Wealth is not an insulator against vulnerability says Comentis’ Barrett 

by | Mar 20, 2024

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An important reminder for advisers from Jonathan Barrett, CEO, Comentis, of the need to ensure processes not only serve clients well but also meet the scrutiny of regulators.

During the Financial Conduct Authority (FCA) webinar on ‘Consumer Duty: The next steps’ data was shared on the approach of consumer investment firms to vulnerability. At the time, Head of Consumer Investments, Kate Tuckley, told listeners that the FCA was “exceptionally concerned that firms are just not thinking widely enough on this topic.” 

On top of this, the FCA just released a review of firms’ treatment of customer in vulnerable circumstances (Match 15th) sharing the clearest message yet that the FCA is taking customer vulnerability seriously. 

 
 

In the following article, Jonathan Barrett, CEO of Comentis, the duty of care assessment company, discusses Consumer Duty’s impact on vulnerability identification and maintains that wealth is never an insulator against vulnerability -something which advisers will clearly need to consider. 

We have seen it time and time again; the assumption that if someone is wealthy, they cannot be vulnerable. But let’s be clear here. This assumption is very dangerous indeed. Because wealth is not, and will never be, an insulator against vulnerability. 

Data reveals that half of us will be classed as vulnerable at some point in our lives. But according to the FCA’s recent Wealth Data survey, 49% of portfolio managers and a staggering 69% of stockbrokers still haven’t identified a single vulnerable client yet. These shocking figures should come as nothing short of a wake-up call. Consumer Duty sets the expectation that vulnerable customers must be identified, and that their outcomes should be no less favourable than non-vulnerable customers. And while consumer investment firms might well be dealing with high-net worth individuals, being wealthy doesn’t mean that someone is not vulnerable. 

 
 

This begs the question then, what are these firms actually assessing for? 

Through our work at Comentis, it should be said that we’ve seen some good progress being made on vulnerability in the adviser community. But for the FCA to have found that such a large proportion of stockbrokers and portfolio managers have identified no vulnerable customers suggests other parties in the distribution of these products aren’t taking the concept of vulnerability so seriously. I’d even go so far as to say that they may not even see vulnerability as their responsibility. This is not good enough. 

This warning from the FCA should send a clear message. Wealthy clients can still be vulnerable, and for the majority of these individuals to have not identified a single at-risk client suggests there are some in the distribution chain who aren’t treating the issue with the required due diligence.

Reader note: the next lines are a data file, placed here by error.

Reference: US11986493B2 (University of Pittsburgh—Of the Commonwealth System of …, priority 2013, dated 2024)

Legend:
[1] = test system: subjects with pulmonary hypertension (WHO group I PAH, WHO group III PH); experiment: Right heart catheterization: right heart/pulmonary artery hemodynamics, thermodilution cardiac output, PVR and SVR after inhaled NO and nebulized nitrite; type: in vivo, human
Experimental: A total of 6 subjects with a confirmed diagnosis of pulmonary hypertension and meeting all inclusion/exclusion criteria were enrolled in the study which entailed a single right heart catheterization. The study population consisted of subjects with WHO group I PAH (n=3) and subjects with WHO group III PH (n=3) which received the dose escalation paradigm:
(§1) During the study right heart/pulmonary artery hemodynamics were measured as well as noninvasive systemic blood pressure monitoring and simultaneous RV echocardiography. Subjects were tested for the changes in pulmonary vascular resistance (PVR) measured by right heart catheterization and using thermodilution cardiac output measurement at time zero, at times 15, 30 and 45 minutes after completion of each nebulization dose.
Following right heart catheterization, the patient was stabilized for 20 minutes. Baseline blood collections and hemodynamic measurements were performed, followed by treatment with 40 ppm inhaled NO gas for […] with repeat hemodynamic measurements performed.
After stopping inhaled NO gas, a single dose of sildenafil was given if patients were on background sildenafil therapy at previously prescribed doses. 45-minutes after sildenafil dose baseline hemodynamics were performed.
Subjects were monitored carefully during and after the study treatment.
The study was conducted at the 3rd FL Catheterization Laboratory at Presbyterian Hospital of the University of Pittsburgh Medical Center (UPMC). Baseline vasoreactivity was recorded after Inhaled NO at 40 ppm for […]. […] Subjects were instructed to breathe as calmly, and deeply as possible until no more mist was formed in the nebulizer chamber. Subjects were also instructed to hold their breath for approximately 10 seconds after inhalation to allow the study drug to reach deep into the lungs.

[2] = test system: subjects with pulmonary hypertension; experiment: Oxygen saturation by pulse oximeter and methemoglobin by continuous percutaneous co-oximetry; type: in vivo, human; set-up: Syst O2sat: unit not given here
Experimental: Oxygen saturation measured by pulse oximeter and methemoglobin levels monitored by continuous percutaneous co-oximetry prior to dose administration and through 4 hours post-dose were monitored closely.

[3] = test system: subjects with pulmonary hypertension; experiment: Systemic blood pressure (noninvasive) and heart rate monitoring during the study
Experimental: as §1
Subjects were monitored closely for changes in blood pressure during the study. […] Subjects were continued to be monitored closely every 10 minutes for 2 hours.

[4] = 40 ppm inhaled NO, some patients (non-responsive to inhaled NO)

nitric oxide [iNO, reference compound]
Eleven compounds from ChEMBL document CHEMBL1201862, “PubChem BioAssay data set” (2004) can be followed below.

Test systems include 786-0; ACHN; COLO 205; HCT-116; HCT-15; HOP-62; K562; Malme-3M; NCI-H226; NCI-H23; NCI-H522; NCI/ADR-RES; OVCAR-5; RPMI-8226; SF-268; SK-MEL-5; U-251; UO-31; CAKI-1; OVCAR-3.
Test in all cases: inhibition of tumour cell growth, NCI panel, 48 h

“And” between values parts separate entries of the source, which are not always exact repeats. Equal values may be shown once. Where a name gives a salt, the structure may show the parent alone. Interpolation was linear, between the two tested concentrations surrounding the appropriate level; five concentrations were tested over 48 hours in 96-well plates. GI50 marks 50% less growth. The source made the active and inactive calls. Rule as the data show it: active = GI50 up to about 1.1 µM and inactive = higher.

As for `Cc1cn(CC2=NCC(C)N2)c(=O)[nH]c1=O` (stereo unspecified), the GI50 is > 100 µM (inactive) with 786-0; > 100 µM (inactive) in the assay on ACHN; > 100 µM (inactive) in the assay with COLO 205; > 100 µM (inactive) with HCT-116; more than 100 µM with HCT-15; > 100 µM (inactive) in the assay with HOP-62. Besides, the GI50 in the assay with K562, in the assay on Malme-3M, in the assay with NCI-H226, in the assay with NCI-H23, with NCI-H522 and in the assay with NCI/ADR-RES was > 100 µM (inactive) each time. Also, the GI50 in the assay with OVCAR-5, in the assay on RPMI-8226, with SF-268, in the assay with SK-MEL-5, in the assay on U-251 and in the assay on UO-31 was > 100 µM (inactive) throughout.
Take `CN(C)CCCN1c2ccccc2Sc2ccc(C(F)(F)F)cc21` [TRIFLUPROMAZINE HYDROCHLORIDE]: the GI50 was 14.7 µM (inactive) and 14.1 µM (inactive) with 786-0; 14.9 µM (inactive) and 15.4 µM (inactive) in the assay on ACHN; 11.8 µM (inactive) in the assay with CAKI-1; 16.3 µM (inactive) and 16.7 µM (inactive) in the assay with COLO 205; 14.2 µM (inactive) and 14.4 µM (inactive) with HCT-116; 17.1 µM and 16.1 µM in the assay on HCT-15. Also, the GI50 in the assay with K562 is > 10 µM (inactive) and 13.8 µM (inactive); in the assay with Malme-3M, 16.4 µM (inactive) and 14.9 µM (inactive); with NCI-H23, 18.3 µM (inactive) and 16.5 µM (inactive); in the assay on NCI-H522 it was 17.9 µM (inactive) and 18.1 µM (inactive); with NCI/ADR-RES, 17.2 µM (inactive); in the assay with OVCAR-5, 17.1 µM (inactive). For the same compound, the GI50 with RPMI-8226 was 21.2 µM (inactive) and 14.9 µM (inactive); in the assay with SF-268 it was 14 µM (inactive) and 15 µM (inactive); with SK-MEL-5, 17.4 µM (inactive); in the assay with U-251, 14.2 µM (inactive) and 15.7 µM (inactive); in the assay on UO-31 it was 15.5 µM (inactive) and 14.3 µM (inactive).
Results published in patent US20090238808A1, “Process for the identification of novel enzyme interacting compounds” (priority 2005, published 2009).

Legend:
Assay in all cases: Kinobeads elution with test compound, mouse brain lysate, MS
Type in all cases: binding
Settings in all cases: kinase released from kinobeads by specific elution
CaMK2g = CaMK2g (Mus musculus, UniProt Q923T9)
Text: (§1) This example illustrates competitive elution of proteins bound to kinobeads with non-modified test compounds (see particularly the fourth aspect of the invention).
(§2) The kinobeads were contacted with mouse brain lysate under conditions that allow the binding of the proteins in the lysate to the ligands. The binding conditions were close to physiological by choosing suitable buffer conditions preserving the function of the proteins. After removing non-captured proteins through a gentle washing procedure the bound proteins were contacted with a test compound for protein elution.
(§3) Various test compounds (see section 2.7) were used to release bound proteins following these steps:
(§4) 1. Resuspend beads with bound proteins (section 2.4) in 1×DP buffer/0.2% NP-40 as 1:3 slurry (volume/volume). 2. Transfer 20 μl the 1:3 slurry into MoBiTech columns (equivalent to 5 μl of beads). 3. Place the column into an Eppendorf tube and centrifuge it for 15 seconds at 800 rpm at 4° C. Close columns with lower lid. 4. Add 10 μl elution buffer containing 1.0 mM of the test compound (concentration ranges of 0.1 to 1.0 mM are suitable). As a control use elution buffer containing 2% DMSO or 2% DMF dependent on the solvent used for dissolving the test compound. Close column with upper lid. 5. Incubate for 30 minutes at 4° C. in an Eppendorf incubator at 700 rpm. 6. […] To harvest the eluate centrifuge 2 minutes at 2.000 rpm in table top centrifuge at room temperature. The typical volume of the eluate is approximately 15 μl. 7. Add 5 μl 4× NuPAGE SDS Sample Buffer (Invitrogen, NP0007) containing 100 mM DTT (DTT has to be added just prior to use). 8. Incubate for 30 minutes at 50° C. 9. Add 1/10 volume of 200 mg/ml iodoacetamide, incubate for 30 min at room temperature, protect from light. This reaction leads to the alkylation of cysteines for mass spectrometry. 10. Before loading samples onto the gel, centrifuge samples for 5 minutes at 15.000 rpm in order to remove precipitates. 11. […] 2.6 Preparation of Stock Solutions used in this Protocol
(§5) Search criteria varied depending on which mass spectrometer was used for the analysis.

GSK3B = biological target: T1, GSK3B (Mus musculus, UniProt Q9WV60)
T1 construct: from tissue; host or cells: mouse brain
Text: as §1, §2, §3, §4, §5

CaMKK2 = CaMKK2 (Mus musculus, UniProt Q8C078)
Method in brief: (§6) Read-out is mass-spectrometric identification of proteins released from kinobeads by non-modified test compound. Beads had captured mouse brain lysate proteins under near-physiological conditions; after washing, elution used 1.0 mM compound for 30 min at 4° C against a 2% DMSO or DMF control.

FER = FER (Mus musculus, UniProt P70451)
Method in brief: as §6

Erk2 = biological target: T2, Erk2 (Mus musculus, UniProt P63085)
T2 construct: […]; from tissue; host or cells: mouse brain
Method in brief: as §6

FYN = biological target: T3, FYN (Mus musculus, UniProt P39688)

Another source of real concern, arising from the FCA’s webinar last year, is that a number of firms may be relying on self-identification as a means of screening clients for vulnerability. 

Time and again, we have seen that self-identification simply doesn’t work. For one thing, it’s possible that clients who are aware of their vulnerabilities may try to hide them. They may be embarrassed or 

fearful of suffering negative consequences if they come forward. But it’s much more likely that an at-risk client simply isn’t aware of their own vulnerability. 

This may sound unlikely at first. But consider the fact that there isn’t a universal definition of vulnerability. In the context of this particular conversation, vulnerability is a construct defined by the FCA, with an entirely different set of criteria to those used in other sectors. How then, can a client, especially a client who happens to be wealthy, be relied upon to identify themselves as financially vulnerable in the eyes of the regulator? It simply doesn’t work, and leaves the firm extremely exposed. 

I think we can make a small concession in that managers and brokers may not always have direct dealings with a client, a factor which undoubtedly adds an extra layer of complexity. But self-identification is clearly not the answer. And nor are assumptions. What brokers and managers need are the means (and the data), to accurately identify signs of vulnerability in large numbers with whom they have no direct contact. 

The best way to achieve this is with data and a systematic process for screening clients and appropriate accommodations for the needs of those at risk. By combining clinical expertise with hard data, these kinds of solutions can remove bias and subjectivity from the process, ensure consistency across a whole client base and reassure firms that their systems will adequately meet the scrutiny of regulatory requirements. 

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Comentis is the duty of care assessment company. Established in 2021, the reg tech firm uniquely combines technology with clinical expertise to identify vulnerable customers who would otherwise go undetected. Its cost-effective digital vulnerability assessments enable clients across a full range of financial services verticals including, wealth, automotive finance and consumer finance to consistently and objectively identify vulnerable customers, support them with suggested appropriate actions and report on vulnerability data. In so doing, firms are able to comply with regulatory requirements under the Financial Conduct Authority (FCA), deliver good outcomes for their customers and mitigate future risk. Comentis also provides a range of digital mental capacity assessments enabling care providers and the legal sector to meet their requirements by identifying if their patients/clients have the necessary understanding and ability to make specific capacity decisions.

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